Tests to More Easily Diagnose Alzheimer’s Cleared for Use in US

2 assays by Roche measure disease protein markers in cerebrospinal fluid

Lindsey Shapiro, PhD avatar

by Lindsey Shapiro, PhD |

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The U.S. Food and Drug Administration (FDA) has cleared for use tests designed by Roche to measure the levels of two Alzheimer’s disease biomarkers — beta-amyloid and phosphorylated tau — in cerebrospinal fluid (CSF), the fluid surrounding the brain and spinal cord.

Roche reported that these assays, which will be more accessible and lower cost, are intended to help support an earlier and more accurate Alzheimer’s diagnosis when used in combination with other clinical assessments. They cannot be used alone to make a final diagnosis.

The Elecsys beta-amyloid (1-42) CSF II (Abeta42) and the Elecsys Phospho-Tau (181P) CSF (pTau181) tests are indicated for adults, ages 55 and older, who are being evaluated for Alzheimer’s disease or other disorders associated with cognitive impairment.

Both CSF assays currently are registered in 45 countries, including those that accept the CE Mark, an indicator that a product meets the health, safety, and environmental protection standards for Europe.

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“The Elecsys AD CSF assays have the potential to guide more people with suspected Alzheimer’s disease towards a diagnosis than ever before,” Thomas Schinecker, CEO of Roche Diagnostics, said in a company press release.

“As we are starting to see exciting results for new potential Alzheimer’s treatments, reliable tests that have been clinically validated will be critical in ensuring the right patients are identified and able to benefit from them,” Schinecker said.

Alzheimer’s is often diagnosed based on exclusion, meaning that cognitive, laboratory, and imaging tests are run to rule out other possible diagnoses first.

“Globally, up to 75% of people living with Alzheimer’s disease have not been diagnosed, and those who have often report a long and complicated process,” Schinecker said.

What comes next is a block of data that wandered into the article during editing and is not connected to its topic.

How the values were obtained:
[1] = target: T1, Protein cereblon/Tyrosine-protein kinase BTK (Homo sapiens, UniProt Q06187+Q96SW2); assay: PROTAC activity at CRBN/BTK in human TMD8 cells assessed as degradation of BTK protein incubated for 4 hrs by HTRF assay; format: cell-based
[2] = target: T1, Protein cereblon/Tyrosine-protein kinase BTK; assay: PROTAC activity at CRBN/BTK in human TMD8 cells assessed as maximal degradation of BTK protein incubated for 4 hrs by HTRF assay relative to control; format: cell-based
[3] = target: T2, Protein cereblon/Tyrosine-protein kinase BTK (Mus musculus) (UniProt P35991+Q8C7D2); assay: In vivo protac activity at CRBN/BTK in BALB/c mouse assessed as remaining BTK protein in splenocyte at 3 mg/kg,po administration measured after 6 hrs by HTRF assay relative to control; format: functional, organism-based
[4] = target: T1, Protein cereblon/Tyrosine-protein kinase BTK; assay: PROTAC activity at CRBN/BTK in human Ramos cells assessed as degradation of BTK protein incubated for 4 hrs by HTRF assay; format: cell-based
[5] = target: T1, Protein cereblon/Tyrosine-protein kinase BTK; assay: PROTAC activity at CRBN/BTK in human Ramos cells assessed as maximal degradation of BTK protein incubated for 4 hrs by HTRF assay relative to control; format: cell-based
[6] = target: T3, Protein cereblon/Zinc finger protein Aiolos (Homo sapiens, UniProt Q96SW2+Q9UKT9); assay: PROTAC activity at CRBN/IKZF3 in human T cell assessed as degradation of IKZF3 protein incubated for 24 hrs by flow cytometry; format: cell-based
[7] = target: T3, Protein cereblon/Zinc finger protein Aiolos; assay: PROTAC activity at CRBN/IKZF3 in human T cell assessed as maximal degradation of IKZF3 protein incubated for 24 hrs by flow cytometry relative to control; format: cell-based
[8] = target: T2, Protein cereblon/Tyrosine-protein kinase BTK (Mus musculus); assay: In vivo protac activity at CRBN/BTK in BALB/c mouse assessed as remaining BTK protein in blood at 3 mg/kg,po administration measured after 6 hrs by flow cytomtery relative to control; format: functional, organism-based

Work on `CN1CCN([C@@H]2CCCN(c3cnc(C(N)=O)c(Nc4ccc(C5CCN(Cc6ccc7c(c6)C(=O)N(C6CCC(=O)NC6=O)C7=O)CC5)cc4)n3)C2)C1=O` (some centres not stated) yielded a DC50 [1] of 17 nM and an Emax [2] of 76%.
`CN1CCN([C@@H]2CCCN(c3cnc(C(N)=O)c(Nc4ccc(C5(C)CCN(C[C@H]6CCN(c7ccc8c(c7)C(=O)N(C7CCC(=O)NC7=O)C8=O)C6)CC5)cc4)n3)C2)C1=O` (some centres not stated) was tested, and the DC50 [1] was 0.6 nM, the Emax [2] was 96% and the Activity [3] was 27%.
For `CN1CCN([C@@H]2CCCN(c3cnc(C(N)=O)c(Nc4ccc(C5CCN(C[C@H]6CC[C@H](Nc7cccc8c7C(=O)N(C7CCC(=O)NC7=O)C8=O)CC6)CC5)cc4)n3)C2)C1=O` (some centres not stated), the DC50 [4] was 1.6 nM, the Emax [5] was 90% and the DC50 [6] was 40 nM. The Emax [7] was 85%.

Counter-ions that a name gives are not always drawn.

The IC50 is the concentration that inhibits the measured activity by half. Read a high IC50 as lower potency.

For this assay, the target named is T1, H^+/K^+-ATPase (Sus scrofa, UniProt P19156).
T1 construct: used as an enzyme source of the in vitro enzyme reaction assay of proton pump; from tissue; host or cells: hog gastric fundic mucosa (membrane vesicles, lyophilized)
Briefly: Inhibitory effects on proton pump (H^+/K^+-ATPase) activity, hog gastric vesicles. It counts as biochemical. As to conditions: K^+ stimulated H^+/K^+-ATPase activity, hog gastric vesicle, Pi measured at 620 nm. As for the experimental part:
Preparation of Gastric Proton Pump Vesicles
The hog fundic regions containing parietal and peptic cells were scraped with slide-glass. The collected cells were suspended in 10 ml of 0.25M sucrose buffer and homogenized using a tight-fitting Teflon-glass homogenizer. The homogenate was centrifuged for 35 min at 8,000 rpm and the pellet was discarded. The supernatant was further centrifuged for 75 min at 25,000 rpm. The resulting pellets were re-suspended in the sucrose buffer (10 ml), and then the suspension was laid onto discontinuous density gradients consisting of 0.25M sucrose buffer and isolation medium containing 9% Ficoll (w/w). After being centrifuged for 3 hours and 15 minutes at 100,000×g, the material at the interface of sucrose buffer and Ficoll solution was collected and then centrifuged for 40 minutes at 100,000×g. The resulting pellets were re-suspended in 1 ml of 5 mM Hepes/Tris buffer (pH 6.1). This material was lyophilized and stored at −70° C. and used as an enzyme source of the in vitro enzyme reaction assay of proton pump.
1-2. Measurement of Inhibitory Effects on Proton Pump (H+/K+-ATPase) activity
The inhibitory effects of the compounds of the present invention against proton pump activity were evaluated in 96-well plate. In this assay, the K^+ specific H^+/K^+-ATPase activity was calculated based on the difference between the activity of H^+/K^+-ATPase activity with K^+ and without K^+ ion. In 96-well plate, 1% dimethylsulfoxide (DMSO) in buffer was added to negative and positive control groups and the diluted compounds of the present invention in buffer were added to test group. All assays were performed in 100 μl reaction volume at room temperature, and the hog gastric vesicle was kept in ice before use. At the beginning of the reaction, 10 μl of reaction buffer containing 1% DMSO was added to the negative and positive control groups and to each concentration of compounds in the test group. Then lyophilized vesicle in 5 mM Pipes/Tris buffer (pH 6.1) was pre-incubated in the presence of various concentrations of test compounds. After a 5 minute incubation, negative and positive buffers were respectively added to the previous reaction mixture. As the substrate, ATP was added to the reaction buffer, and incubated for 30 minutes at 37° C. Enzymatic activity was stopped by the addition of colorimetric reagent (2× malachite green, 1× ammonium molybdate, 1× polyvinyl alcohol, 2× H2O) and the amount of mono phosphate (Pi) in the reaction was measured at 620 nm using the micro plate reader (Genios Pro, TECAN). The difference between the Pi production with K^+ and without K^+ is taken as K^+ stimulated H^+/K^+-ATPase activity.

As a consequence, patients wait longer to get access to disease-modifying treatments, which data show work best when initiated as early as possible.

Alzheimer’s is marked by the abnormal buildup of amyloid-beta and phosphorylated tau proteins in the brain. This begins early on in the disease course and contributes to nerve cell death.

As such, levels of these proteins are considered early biomarkers of Alzheimer’s.

PET scans are one way of measuring amyloid-beta buildup in the brain, helping to improve diagnostic accuracy, but those scans are expensive and may not be widely available. They also rely on the use of radioactive materials.

Roche developed its Elecsys Alzheimer’s biomarker platform to help measure the levels of disease-associated markers in a faster, cheaper, and potentially more accessible way.

“They also offer detection of multiple biomarkers from one draw, with no radiation and potential to detect Alzheimer’s pathology in early stages,” Roche reported.

From a CSF sample, the Abeta42 assay measures the levels of beta-amyloid 42, a version of the protein prone to toxic accumulation in Alzheimer’s. The pTau181 assay measures the phosphorylated tau 181 that similarly builds up in the neurodegenerative disease.

A ratio of pTau181 to Abeta42 that’s at or below a certain threshold is considered consistent with a negative beta-amyloid PET scan. In other words, that person is considered not likely to have Alzheimer’s.

Conversely, a ratio above the cut-off would be consistent with a positive PET scan, indicating the possibility of Alzheimer’s.

Together, the assays achieve 90% concordance with amyloid PET imaging, according to Roche.

Doctors can use the output from the biomarker assays along with other clinical evaluations to definitively diagnose a patient. But a positive pTau181/Abeta42 test does not establish an Alzheimer’s diagnosis without support from other clinical tests.

Both assays will be available to run on cobas, the company’s platform of fully automated immunoassay analyzers, Roche stated.

These assays were designated breakthrough devices by the FDA in 2018, a designation intended to speed their development toward regulatory clearance.

Another Elecsys assay still in development at Roche, the amyloid plasma panel, was given FDA breakthrough device designation last year. This test aims to measure blood levels of pTau181, as well as the presence of the apolipoprotein E4 protein that constitutes the most common genetic risk factor for Alzheimer’s.